The third coronavirus relief package – the Coronavirus Aid, Relief and Economic Security Act (CARES Act) – has been passed by Congress and signed by President Trump. The CARES Act contains provisions designed to help both businesses and individuals. Click here to read about the provisions affecting businesses. Below is a look at those provisions aimed at individuals.
Expanded Unemployment Insurance
Under the CARES Act, Unemployment Insurance provisions now include an additional $600 per week payment to each recipient for up to four months and it extends UI benefits to self-employed workers.
The federal government will provide temporary full funding of the first week of regular unemployment for states with no waiting period and extend UI benefits for an additional 13 weeks through Dec. 31, 2020, after the state UI benefits end.
Under the CARES Act, eligible individuals are allowed a refundable income tax credit for 2020 equal to the sum of: (1) $1,200 ($2,400 for eligible individuals filing a joint return) plus (2) $500 for each qualifying child of the taxpayer. The credit is refundable.
The IRS will use the 2019 tax returns (or 2018 returns if the taxpayer has not filed for 2019) to determine the advanced rebate amount and reconcile the rebate based on 2020 income. This means that taxpayers who receive a smaller rebate than they are eligible for based on 2020 income will receive the difference after filing a 2020 tax return. Overpayments of rebates due to a higher income in 2020 will not be taken back.
The rebate is reduced (not below zero) by 5% of the taxpayer’s adjusted gross income (AGI) in excess of:
- $75,000 for single filers.
- $112,500 for head of household
- $150,000 for taxpayers filing jointly
No advance rebate will be made or allowed after Dec. 31, 2020.
Waives the 10% early withdrawal penalty
The CARES Act provides that the 10% additional tax does not apply to any coronavirus-related distribution, up to $100,000, for an individual
- Who is diagnosed with the virus SARS-CoV-2 or with coronavirus disease 2019 (COVID-19) by a test approved by the Centers for Disease Control and Prevention (CDC);
- Whose spouse or dependent is diagnosed with such virus or disease by such a test; or
- Who experiences adverse financial consequences as a result of being quarantined, being furloughed or laid off or having work hours reduced due to such virus or disease, being unable to work due to lack of child care due to such virus or disease, closing or reducing hours of a business owned or operated by the individual due to such virus or disease.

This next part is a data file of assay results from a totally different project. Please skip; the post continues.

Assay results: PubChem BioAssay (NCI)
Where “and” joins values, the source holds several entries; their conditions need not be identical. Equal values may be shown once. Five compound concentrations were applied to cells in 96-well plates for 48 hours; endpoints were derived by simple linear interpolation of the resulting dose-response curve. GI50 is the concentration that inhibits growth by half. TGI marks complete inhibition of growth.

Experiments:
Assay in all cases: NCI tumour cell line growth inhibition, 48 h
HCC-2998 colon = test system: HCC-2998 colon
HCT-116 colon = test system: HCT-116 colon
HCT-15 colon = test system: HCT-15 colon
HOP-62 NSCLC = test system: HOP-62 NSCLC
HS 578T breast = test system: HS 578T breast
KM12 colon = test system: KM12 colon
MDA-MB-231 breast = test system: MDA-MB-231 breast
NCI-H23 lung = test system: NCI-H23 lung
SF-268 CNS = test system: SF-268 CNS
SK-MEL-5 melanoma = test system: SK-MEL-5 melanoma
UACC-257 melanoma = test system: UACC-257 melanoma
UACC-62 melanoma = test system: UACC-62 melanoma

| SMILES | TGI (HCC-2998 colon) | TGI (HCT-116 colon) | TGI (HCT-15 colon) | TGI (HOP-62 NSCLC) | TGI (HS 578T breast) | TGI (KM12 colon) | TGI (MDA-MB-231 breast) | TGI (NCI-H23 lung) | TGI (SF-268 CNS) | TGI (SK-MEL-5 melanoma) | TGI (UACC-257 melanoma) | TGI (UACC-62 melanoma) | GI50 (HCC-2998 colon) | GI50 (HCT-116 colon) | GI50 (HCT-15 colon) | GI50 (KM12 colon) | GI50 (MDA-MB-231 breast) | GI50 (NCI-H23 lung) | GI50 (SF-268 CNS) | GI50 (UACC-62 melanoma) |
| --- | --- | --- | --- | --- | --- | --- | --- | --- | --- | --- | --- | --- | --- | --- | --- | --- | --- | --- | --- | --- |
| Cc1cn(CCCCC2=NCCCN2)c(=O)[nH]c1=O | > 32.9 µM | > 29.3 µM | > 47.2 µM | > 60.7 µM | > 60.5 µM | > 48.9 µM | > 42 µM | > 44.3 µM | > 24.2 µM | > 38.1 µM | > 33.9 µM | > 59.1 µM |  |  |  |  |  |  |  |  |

The withdrawn amounts are taxable over three years or the taxpayer can recontribute the withdrawn funds into their retirement accounts for three years without affecting retirement account caps.
Eligible retirement accounts include IRAs, 401(k) plans and other qualified trusts, certain deferred compensation plans, and qualified annuities.
The CARES Act also waives the required minimum distribution rules for certain retirement plans in calendar year 2020.
$300 above-the-line charitable deduction
The CARES Act creates a $300 partial above-the-line charitable contribution for filers taking the standard deduction. It also expands the limit on charitable contributions for those who itemize deductions.
Certain employer payments of students loans on behalf of employees are excluded from taxable income. Employers may contribute up to $5,250 annually toward student loans. The payments would be excluded from an employee’s income.
This communication is intended to provide general information on legislative COVID-19 relief measures as of the date of this communication and may reference information from reputable sources. Although our firm has made every reasonable effort to ensure that the information provided is accurate, we make no warranties, expressed or implied, on the information provided. As legislative efforts are still ongoing, we expect that there may be additional guidance and clarification from regulators that may modify some of the provisions in this communication. Some of those modifications may be significant. As such, be aware that this is not a comprehensive analysis of the subject matter covered and is not intended to provide specific recommendations to you or your business with respect to the matters addressed.